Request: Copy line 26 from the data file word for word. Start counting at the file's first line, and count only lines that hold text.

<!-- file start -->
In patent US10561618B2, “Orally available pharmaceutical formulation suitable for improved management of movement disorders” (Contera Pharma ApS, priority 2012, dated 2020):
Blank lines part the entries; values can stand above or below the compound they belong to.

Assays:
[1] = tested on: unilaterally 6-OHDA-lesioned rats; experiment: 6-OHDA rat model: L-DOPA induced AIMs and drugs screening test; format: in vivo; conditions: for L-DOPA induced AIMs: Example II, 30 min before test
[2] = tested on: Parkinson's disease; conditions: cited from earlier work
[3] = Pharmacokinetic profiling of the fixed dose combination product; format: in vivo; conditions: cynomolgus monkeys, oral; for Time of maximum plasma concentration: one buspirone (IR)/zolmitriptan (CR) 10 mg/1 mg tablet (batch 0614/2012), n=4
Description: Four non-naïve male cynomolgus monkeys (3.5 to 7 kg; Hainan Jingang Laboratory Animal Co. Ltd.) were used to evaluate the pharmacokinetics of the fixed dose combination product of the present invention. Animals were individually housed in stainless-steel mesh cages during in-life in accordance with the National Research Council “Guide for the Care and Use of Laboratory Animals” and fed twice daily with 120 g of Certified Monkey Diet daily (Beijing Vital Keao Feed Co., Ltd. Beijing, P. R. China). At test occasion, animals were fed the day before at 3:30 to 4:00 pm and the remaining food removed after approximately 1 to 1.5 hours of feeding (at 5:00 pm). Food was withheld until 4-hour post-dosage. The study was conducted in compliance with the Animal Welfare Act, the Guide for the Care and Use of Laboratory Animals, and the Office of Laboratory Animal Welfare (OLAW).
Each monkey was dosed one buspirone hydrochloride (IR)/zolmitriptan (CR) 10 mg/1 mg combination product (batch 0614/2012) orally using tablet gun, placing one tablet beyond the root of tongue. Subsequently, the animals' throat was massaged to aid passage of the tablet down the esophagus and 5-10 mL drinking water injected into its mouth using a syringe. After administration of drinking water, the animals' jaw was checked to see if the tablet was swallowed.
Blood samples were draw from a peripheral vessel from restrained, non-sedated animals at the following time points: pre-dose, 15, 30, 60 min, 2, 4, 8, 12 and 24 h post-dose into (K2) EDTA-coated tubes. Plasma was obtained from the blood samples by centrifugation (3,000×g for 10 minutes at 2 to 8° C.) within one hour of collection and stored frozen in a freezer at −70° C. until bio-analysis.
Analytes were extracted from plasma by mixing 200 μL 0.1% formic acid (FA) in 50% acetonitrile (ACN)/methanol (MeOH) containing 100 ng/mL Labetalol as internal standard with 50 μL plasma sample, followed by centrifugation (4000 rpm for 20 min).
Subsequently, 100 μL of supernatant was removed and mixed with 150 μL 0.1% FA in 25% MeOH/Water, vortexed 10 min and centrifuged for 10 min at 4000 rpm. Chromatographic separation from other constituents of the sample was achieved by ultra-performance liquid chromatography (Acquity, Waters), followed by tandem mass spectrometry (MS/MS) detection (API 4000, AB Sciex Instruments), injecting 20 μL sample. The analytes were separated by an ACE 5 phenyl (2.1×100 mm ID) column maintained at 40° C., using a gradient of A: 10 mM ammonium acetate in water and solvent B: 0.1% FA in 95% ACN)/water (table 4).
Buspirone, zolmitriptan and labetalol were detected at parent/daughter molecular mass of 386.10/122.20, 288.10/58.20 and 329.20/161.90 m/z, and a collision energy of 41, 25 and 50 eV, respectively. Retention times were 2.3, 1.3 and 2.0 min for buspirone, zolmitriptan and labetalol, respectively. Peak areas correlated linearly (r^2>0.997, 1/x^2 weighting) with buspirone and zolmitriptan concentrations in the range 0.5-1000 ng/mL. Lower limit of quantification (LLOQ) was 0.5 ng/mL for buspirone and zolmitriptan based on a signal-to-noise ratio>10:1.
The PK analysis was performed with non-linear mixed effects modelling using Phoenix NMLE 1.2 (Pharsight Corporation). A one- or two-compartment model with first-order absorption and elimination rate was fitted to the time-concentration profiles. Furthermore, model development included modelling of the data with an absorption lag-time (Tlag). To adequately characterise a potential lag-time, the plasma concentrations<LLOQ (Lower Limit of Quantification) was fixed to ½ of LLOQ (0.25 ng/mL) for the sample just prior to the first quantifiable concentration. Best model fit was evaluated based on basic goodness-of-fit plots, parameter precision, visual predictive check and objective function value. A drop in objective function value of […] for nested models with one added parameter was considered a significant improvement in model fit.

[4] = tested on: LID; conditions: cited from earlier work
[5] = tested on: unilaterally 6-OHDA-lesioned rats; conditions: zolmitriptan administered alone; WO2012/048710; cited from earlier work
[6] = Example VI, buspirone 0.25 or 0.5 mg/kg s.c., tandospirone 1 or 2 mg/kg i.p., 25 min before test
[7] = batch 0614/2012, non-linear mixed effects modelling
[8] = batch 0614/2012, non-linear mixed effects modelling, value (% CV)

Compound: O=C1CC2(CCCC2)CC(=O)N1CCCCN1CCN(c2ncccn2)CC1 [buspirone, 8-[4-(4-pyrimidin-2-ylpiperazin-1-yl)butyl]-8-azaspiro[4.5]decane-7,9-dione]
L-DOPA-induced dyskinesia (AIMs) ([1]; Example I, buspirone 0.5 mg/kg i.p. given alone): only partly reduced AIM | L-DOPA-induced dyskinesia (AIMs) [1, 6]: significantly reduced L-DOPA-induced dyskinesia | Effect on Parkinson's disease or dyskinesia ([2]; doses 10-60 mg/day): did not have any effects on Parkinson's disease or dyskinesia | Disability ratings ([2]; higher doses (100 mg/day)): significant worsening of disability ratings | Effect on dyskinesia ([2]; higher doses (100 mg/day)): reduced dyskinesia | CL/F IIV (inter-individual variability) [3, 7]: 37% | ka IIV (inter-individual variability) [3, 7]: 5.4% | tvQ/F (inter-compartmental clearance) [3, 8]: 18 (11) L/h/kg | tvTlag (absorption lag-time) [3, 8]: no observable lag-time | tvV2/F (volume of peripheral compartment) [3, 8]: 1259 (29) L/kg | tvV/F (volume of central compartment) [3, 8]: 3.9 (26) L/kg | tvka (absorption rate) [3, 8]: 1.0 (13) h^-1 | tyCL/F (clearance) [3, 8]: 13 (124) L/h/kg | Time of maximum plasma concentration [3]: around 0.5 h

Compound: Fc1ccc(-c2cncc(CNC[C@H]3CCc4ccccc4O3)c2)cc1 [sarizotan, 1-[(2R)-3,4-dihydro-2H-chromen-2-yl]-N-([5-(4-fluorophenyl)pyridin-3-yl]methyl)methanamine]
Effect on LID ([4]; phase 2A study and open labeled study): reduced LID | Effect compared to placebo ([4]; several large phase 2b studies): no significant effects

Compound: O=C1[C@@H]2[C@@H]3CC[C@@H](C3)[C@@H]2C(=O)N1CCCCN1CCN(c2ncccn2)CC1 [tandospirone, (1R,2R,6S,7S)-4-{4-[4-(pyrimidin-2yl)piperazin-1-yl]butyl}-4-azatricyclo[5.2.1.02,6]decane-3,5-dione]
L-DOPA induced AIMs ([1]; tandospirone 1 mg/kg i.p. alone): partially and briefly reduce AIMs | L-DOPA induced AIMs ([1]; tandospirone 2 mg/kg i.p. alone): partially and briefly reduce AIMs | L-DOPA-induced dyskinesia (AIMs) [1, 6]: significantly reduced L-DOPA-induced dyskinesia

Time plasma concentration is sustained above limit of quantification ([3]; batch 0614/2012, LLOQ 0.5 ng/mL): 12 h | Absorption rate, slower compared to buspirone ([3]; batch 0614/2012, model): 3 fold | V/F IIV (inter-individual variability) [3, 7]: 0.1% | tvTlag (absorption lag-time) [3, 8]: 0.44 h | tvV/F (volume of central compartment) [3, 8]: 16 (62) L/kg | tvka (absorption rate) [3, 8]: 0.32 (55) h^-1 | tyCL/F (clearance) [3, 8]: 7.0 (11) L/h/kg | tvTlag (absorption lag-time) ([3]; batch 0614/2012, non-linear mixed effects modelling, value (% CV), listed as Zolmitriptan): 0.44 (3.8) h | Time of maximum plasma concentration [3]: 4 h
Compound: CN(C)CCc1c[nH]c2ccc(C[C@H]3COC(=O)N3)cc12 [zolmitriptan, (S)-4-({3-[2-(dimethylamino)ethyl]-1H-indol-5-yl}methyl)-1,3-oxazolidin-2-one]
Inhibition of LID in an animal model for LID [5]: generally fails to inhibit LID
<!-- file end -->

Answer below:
Compound: CN(C)CCc1c[nH]c2ccc(C[C@H]3COC(=O)N3)cc12 [zolmitriptan, (S)-4-({3-[2-(dimethylamino)ethyl]-1H-indol-5-yl}methyl)-1,3-oxazolidin-2-one]